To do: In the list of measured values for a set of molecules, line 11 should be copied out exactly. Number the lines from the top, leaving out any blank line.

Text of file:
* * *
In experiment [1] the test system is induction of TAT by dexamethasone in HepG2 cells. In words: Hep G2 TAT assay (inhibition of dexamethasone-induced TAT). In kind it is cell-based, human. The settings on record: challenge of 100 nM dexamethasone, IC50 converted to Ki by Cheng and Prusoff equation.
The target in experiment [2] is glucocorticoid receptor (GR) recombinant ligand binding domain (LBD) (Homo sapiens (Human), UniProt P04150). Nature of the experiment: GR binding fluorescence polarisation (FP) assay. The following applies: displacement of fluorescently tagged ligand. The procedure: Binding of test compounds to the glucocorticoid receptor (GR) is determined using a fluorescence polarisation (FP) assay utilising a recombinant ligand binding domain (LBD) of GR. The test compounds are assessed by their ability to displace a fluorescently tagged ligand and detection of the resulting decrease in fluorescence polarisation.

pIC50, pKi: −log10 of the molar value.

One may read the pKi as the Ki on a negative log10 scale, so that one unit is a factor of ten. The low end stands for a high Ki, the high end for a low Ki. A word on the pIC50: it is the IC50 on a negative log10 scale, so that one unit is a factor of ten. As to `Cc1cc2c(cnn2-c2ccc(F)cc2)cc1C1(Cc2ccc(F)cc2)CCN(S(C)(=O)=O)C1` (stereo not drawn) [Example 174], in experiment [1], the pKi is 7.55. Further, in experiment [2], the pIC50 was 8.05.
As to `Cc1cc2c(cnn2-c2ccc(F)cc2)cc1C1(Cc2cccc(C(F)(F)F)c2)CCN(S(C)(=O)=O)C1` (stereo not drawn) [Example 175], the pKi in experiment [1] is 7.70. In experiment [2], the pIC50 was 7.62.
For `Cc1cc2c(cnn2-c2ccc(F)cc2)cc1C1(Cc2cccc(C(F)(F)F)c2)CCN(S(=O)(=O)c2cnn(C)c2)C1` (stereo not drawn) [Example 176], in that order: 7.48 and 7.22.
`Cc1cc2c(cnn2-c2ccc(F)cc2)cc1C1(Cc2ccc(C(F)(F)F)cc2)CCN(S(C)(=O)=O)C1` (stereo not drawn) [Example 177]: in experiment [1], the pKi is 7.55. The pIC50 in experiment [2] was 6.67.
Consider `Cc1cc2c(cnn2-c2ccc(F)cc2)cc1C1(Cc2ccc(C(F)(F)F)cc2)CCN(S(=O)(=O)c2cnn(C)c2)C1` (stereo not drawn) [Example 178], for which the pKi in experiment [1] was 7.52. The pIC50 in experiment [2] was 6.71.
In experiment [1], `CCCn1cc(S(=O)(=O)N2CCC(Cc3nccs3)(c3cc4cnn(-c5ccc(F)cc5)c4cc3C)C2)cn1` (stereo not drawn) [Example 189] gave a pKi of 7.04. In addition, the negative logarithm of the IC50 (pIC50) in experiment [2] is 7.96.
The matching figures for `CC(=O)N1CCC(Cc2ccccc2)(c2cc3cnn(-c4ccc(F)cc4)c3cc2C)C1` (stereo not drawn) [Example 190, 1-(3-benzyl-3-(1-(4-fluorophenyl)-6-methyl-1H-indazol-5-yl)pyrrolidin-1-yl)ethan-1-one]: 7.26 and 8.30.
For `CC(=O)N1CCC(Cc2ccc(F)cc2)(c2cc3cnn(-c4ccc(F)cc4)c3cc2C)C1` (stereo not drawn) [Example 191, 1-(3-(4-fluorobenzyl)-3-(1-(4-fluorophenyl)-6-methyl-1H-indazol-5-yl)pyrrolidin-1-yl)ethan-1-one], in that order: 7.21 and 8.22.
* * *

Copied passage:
For `CC(=O)N1CCC(Cc2ccc(F)cc2)(c2cc3cnn(-c4ccc(F)cc4)c3cc2C)C1` (stereo not drawn) [Example 191, 1-(3-(4-fluorobenzyl)-3-(1-(4-fluorophenyl)-6-methyl-1H-indazol-5-yl)pyrrolidin-1-yl)ethan-1-one], in that order: 7.21 and 8.22.